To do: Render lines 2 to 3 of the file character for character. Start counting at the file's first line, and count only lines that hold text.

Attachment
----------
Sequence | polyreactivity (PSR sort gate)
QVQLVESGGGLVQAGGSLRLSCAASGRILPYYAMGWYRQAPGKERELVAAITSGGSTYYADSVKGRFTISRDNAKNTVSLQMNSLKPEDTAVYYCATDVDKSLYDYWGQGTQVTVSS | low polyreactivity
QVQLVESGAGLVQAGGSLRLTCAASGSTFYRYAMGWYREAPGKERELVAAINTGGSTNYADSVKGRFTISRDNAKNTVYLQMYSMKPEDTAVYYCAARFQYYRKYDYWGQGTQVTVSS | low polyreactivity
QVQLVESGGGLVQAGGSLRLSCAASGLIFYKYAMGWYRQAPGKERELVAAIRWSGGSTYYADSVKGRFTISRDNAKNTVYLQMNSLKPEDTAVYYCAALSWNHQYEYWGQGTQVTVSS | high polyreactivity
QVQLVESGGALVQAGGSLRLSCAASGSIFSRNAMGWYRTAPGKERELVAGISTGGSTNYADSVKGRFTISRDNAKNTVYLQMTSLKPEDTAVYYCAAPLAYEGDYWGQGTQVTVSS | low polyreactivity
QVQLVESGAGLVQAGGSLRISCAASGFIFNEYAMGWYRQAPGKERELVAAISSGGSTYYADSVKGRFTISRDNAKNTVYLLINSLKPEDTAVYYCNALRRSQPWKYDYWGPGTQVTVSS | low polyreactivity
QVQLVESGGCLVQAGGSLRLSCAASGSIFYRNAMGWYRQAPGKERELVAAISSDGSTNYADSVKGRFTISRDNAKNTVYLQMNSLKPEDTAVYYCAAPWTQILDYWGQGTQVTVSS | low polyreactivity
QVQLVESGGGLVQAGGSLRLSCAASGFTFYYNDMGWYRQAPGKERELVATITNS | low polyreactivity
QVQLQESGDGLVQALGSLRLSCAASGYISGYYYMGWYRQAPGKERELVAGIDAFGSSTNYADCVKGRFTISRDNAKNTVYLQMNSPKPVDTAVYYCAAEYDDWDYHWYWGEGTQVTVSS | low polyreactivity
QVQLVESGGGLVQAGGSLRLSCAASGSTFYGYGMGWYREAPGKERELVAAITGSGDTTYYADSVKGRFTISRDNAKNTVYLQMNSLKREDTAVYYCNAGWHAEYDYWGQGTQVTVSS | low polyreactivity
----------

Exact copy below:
QVQLVESGGGLVQAGGSLRLSCAASGRILPYYAMGWYRQAPGKERELVAAITSGGSTYYADSVKGRFTISRDNAKNTVSLQMNSLKPEDTAVYYCATDVDKSLYDYWGQGTQVTVSS | low polyreactivity
QVQLVESGAGLVQAGGSLRLTCAASGSTFYRYAMGWYREAPGKERELVAAINTGGSTNYADSVKGRFTISRDNAKNTVYLQMYSMKPEDTAVYYCAARFQYYRKYDYWGQGTQVTVSS | low polyreactivity